Data Integrity Remediation
In a recently posted warning letter, the FDA identified significant data integrity issues associated with electronic data logs for production equipment and laboratory records.
This citation was based on:
- The firms electronic data logs not retaining alarm messages indicating when certain manufacturing parameters exceed their limits during production operations. Additionally, FDA identified a lack of evidence that these excursions were investigated for impact to product quality.
- The firms laboratory audit trails identified multiple occasions of additional testing for various patches that were not reported, and non-unique (non-traceable) sample names which prevent traceability of cGMP activity.
The FDA included a three part response request for Data Integrity Remedation (reproduced below):
Data Integrity Remediation
Your quality system does not adequately ensure the accuracy and integrity of data to support the safety, effectiveness, and quality of the drugs you manufacture. We strongly recommend that you retain a qualified consultant to assist in your remediation. In response to this letter, provide the following.
A. A comprehensive investigation into the extent of the inaccuracies in data records and reporting. Your investigation should include:
- A detailed investigation protocol and methodology; a summary of all laboratories, manufacturing operations, and systems to be covered by the assessment; and a justification for any part of your operation that you propose to exclude.
- Interviews of current and former employees to identify the nature, scope, and root cause of data inaccuracies. We recommend that these interviews be conducted by a qualified third party.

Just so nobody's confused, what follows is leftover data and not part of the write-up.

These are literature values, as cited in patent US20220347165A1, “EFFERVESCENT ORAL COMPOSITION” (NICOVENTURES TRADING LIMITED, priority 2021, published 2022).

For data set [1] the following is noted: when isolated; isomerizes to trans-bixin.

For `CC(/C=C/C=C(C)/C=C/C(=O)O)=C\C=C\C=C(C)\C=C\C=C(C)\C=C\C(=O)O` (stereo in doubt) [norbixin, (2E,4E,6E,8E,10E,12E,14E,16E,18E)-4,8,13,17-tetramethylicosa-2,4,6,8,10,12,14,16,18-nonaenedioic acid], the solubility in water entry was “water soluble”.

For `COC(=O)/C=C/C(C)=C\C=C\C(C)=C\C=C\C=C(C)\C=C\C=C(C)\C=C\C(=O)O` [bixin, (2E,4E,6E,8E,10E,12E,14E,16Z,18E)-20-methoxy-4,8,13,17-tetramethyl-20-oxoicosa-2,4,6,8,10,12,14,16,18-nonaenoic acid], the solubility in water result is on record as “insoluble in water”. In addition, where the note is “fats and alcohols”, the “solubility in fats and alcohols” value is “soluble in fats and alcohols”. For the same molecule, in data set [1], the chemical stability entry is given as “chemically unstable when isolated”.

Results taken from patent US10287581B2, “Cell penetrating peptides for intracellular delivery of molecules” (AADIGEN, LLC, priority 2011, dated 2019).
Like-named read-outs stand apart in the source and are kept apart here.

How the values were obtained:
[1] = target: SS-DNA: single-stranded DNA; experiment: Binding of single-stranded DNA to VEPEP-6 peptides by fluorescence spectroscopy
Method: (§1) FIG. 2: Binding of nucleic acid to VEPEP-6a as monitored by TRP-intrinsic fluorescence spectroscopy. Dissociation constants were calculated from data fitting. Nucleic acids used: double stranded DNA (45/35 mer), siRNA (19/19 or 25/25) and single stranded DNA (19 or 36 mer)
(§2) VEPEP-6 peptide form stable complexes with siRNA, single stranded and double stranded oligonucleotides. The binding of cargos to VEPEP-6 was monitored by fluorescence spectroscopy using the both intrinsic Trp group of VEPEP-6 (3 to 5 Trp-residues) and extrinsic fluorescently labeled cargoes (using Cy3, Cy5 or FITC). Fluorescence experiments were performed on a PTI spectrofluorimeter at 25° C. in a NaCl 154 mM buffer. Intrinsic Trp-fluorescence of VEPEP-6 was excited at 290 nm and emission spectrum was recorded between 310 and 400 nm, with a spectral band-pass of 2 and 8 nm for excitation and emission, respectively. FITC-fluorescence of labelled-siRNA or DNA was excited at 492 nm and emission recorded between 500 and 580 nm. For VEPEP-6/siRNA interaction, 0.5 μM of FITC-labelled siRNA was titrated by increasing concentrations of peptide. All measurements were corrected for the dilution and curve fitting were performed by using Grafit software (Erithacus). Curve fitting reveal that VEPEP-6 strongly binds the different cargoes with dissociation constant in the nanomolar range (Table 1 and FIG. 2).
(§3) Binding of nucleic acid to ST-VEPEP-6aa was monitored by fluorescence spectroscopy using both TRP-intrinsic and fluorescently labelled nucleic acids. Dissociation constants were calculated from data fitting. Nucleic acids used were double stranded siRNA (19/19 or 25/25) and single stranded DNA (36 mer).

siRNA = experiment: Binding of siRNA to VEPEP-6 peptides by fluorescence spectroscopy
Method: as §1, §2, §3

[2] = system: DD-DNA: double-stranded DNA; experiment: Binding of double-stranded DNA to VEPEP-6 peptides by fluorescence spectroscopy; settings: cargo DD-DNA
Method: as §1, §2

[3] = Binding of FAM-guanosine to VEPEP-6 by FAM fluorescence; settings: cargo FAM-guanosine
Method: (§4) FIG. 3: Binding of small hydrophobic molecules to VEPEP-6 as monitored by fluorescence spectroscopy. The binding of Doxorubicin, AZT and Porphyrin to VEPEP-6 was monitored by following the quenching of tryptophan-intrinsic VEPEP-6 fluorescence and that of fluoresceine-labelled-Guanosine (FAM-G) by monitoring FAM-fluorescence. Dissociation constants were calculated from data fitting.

- An assessment of the extent of data integrity deficiencies at your facility. Identify omissions, alterations, deletions, record destruction, non-contemporaneous record completion, and other deficiencies. Describe all parts of your facility’s operations in which you discovered data integrity lapses.
- A comprehensive retrospective evaluation of the nature of the testing and manufacturing data integrity deficiencies. We recommend that a qualified third party with specific expertise in the area where potential breaches were identified should evaluate all data integrity lapses.
B. A current risk assessment of the potential effects of the observed failures on the quality of your drugs. Your assessment should include analyses of the risks to patients caused by the release of drugs affected by a lapse of data integrity, and risks posed by ongoing operations.
C. A management strategy for your firm that includes the details of your global corrective action and preventive action plan. Your strategy should include:
- A detailed corrective action plan that describes how you intend to ensure the reliability and completeness of all of the data you generate, including analytical data, manufacturing records, and all data submitted to FDA.
- A comprehensive description of the root causes of your data integrity lapses, including evidence that the scope and depth of the current action plan is commensurate with the findings of the investigation and risk assessment. Indicate whether individuals responsible for data integrity lapses remain able to influence CGMP-related or drug application data at your firm.
- Interim measures describing the actions you have taken or will take to protect patients and to ensure the quality of your drugs, such as notifying your customers, recalling product, conducting additional testing, adding lots to your stability programs to assure stability, drug application actions, and enhanced complaint monitoring.
- Long-term measures describing any remediation efforts and enhancements to procedures, processes, methods, controls, systems, management oversight, and human resources (e.g., training, staffing improvements) designed to ensure the integrity of your company’s data.
- A status report for any of the above activities already underway or completed.
FDA has stressed data integrity as a component of cGMP inspections and issued specific guidance (draft) to clarify agency expectations. Several warning letters have been issued to domestic and international pharmaceutical manufacturers. This warning letter provides a good example of the potential ramifications when a firm falls short of FDA expectations for managing their GMP data.